Into the polite but lucid hour of Friday evening’s cocktail special, the table’s conversation turned to Apartheid and how people feel it today. The convo was between a young black girl, a white “rocker” guy, me - a young white chick, and my darling Friday drinking partner who chose to sit this one out, mainly cause of rising music levels. Clever of her though, cause at some point it felt like there were three conversations taking place across the emptying & refilling glasses & cherries & nachos, rather than us all discussing the same point.
I had an internal brain wave, put it out there, realised the over-kirred champagne might not be allowing my articulation free reign and vowed to get back to the thought at a more sober stage.
Yesterday it surfaced again, when seeing a review for “Race”, authored by Ryland Fisher, in the Sunday Independent. The book looks blatant and in-your-face. Good. A conversation generator then.
Anyway… the black girl was saying (and recognise that I was not hearing its subtleties too well by then) that she is still “suffering from Apartheid” and that this needs to be recognised. I was saying back that she could not claim to be “directly” suffering from it, as “directly” it no longer exists. She would lose people’s understanding and sympathy as soon as she lays down such a claim. Perhaps, how she should rather be putting it, is that Apartheid is indirectly still holding her back in certain circumstances, particularly socially and psychologically. And that these ways need to be publicly recognised already.
The guy was arguing about “political correctness” and how it can become the greatest obstacle to realising our exact position today.
These issues we all know. But what, I think, the three of us were trying to get to, is what exactly is lurking in each person’s subconscious when it comes to other races?
Enough with the polite way of how each of us SHOULD be thinking. How is each of us really thinking? How were we programmed to think, back when we were raised during an era of legalised racial segregation? Are our years of early development in such a political environment still influencing how we subconsciously act in 2007?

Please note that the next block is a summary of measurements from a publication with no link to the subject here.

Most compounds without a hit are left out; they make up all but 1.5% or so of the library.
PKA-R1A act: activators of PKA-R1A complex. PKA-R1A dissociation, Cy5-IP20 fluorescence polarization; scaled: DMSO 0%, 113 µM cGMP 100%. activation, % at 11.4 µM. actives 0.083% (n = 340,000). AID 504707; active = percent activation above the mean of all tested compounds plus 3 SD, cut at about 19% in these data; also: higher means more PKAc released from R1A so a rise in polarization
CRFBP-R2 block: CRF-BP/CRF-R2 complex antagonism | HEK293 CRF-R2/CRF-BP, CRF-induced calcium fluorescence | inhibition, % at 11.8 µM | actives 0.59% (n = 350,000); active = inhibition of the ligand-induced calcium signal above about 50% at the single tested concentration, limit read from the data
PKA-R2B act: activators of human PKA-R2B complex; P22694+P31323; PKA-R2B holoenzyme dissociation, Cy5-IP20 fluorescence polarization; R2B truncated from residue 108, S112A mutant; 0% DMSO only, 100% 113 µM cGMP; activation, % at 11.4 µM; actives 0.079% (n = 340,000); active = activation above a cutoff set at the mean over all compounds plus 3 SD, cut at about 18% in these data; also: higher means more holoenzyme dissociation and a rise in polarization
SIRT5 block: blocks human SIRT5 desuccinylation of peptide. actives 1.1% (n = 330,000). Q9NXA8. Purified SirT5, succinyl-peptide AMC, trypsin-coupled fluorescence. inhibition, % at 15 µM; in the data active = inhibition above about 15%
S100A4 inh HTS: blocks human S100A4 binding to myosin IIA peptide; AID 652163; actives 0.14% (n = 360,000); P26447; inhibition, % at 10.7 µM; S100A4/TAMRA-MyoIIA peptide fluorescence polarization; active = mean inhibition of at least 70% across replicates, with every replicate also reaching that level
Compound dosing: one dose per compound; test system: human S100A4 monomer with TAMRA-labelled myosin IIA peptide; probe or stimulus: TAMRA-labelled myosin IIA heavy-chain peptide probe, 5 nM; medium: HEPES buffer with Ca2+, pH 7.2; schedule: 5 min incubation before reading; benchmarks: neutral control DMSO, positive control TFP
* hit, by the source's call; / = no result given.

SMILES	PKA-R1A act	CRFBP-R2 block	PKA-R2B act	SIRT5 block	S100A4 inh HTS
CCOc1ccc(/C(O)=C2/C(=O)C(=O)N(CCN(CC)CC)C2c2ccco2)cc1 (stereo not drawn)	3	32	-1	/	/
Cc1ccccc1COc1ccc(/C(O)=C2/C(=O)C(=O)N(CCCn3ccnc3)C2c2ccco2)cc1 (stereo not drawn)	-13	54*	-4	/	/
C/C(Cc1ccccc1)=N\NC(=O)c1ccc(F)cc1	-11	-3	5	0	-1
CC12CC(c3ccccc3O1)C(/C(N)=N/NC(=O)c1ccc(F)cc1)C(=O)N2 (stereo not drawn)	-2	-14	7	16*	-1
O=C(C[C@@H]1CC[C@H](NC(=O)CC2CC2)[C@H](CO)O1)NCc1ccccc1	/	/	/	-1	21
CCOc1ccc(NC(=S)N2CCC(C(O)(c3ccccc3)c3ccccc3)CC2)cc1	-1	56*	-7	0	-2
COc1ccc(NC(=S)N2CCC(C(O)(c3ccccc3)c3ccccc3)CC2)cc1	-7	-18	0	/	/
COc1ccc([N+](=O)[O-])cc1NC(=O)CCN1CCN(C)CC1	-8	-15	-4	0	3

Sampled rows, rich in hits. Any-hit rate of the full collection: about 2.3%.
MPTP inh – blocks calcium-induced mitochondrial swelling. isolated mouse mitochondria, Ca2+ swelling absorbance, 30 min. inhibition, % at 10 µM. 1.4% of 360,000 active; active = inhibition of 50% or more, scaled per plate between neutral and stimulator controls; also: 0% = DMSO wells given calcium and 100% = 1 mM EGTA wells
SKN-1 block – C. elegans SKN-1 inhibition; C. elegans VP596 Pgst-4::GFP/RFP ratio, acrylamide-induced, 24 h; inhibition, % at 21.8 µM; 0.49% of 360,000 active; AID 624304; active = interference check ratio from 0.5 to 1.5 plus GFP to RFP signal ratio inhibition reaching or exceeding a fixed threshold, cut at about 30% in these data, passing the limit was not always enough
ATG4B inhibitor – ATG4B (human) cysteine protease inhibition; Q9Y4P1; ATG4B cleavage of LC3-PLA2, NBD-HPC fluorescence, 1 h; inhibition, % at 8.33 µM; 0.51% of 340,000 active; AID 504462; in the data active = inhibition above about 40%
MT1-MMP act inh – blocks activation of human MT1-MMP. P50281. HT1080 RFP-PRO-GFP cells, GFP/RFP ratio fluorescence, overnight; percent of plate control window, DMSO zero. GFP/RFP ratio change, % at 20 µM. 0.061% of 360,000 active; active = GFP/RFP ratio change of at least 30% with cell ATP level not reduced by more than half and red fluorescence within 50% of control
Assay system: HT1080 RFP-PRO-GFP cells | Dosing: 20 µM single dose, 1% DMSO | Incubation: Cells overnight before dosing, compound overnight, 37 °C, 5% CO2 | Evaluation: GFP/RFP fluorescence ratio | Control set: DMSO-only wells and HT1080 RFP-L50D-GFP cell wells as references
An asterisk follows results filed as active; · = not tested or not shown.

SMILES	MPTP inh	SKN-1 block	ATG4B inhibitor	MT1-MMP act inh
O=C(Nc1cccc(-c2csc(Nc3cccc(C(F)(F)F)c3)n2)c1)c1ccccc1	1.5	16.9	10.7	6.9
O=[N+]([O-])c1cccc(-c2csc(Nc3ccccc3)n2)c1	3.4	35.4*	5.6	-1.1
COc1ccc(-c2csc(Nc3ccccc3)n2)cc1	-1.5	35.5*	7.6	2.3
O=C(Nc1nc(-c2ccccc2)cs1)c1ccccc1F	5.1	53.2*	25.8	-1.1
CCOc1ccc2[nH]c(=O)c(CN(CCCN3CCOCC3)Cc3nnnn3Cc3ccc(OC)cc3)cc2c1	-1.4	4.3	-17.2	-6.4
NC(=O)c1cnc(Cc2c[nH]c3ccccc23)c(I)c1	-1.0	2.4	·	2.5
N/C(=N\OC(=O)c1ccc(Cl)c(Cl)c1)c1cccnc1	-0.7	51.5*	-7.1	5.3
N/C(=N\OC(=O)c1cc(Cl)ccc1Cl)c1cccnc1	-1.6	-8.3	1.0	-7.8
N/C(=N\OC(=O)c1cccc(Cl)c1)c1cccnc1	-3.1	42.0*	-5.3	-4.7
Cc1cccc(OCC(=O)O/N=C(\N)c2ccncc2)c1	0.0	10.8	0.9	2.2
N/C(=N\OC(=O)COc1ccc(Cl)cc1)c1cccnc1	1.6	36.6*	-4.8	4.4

On a rational level, I do not think that my skin colour means I am intellectually superior to any other race. Or physically inferior to other races. I do not think that because a man is black, his perceptions of sex are more animalistic than those of white guys. That a woman from the rural Eastern Cape does not have the ability to lead a corporation AND do so with utter respect from her employees, especially when many of them are white men.
But right now I am trying to probe my irrational side, the elements of my mind that were formed during the earliest years of my development. What was I made to believe about black men and women, about Indian people, or coloured people, or Asians or or or. Hell, there are even stereotypes of Jewish people, Lebanese, Afrikaans, people who choose religion. Of any group that is outside of the basic stereotype that is me.
I do not need to feel guilty for having these ideas exist in my head. But I definitely need to recognise them. And it ain’t easy. Because we do try to be so “PC”.
What I think that girl and I were saying to each other was, what are the unconscious thoughts and assumptions that govern the way we converse between each other. Do I sit down and talk to her with a notion of, “that’s cute” or “look how white and western and civilised post-94 has made you”. Does she speak to me like she is inferior, or that I wouldn’t really have a clue how to understand her, as I am a rich white girl….which means I have a closed-off mind and unchallenged life and ideas.